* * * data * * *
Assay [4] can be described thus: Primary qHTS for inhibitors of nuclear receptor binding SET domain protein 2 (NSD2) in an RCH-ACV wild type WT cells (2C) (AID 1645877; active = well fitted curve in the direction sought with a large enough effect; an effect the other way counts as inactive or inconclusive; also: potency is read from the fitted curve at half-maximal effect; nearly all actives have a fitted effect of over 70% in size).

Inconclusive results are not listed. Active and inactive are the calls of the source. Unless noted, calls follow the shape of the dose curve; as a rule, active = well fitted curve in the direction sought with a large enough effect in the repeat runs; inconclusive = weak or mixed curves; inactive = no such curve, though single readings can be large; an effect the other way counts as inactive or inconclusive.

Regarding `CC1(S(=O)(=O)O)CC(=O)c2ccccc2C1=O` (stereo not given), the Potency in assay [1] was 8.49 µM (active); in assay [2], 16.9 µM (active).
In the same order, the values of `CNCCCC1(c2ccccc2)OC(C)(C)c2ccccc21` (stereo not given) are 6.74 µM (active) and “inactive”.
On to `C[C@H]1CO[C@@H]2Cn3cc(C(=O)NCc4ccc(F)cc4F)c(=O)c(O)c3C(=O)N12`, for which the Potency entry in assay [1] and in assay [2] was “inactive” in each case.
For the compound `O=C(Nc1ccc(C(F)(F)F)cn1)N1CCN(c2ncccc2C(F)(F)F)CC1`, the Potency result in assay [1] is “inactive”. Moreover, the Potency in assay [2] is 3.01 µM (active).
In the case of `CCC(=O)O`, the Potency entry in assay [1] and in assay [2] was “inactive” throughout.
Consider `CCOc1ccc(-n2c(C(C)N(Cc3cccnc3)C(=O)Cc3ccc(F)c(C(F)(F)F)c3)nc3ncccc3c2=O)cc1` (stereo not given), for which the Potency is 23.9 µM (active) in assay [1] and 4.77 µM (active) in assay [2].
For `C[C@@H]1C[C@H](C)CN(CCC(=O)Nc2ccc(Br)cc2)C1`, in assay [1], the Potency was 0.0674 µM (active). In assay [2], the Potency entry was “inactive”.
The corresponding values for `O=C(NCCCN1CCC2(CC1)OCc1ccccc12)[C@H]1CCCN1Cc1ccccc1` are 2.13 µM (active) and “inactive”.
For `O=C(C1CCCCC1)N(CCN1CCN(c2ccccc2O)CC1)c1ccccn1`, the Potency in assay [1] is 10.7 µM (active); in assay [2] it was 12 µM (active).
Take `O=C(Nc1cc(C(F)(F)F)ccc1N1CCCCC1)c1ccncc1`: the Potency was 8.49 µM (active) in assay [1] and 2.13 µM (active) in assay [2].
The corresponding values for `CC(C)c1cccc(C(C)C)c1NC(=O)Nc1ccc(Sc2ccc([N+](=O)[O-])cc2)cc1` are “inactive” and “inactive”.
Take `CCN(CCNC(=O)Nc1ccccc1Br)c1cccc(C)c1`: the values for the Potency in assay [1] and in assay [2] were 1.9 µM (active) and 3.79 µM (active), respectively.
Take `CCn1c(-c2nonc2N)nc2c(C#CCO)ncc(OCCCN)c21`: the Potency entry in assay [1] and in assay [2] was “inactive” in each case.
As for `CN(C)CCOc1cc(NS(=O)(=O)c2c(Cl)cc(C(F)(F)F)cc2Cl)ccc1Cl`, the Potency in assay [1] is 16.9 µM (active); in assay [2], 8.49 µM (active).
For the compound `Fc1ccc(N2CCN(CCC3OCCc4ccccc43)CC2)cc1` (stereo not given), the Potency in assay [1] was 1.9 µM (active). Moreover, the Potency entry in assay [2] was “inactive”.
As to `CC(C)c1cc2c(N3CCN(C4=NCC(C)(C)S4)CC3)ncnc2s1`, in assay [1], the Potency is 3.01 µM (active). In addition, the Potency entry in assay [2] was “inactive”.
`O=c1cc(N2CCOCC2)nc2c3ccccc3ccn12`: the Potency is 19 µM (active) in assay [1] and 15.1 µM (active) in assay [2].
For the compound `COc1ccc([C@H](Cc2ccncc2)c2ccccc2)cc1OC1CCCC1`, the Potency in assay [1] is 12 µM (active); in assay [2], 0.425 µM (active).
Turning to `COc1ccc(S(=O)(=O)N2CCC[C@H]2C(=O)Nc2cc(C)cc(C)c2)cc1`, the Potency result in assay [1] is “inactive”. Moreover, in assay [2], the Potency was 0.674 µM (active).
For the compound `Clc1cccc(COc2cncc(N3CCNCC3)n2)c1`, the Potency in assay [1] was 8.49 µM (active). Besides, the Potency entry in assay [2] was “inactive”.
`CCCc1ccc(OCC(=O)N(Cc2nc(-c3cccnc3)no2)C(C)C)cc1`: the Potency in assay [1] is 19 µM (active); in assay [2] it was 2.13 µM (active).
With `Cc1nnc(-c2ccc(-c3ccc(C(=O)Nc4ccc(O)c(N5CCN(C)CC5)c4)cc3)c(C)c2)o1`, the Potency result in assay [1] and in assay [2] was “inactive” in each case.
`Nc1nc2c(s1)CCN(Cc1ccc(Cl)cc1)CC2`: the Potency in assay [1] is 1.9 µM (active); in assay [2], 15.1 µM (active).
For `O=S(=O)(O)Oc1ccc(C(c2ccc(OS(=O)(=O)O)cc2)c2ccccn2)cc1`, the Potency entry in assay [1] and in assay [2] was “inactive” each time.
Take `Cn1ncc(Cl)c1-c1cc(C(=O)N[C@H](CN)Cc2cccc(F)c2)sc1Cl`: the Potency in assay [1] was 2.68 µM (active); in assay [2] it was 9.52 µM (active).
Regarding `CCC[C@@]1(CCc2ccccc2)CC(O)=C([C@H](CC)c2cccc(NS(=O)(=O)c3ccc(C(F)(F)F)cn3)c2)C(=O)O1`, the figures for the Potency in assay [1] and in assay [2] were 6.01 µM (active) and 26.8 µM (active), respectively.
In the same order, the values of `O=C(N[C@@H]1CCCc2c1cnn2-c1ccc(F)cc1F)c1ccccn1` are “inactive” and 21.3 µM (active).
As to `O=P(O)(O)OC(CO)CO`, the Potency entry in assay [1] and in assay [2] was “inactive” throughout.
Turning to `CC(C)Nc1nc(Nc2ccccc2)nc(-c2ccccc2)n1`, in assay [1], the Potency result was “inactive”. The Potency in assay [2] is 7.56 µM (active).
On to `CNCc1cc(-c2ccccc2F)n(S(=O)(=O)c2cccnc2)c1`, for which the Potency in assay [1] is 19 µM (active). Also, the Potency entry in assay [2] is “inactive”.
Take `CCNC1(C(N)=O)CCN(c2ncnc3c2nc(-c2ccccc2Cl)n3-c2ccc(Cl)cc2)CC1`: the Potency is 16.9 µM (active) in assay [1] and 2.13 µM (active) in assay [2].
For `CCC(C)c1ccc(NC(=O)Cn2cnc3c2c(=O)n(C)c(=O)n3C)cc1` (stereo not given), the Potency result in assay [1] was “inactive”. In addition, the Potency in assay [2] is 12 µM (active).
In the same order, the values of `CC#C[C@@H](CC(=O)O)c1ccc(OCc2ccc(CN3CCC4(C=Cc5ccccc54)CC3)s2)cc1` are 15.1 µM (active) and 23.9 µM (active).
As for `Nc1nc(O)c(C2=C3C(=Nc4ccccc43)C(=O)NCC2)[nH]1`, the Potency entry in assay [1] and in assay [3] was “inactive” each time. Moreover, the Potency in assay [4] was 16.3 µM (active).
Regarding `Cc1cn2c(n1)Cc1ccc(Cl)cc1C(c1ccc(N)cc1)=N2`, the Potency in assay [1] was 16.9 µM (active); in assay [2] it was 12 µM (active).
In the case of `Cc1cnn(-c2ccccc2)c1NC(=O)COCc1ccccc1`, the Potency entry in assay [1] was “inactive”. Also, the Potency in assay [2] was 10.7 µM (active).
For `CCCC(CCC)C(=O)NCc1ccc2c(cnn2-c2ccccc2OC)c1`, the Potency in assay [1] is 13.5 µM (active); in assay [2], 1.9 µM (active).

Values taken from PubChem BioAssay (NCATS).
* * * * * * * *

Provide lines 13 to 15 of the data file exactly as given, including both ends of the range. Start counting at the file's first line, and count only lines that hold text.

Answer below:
The corresponding values for `CC(C)c1cccc(C(C)C)c1NC(=O)Nc1ccc(Sc2ccc([N+](=O)[O-])cc2)cc1` are “inactive” and “inactive”.
Take `CCN(CCNC(=O)Nc1ccccc1Br)c1cccc(C)c1`: the values for the Potency in assay [1] and in assay [2] were 1.9 µM (active) and 3.79 µM (active), respectively.
Take `CCn1c(-c2nonc2N)nc2c(C#CCO)ncc(OCCCN)c21`: the Potency entry in assay [1] and in assay [2] was “inactive” in each case.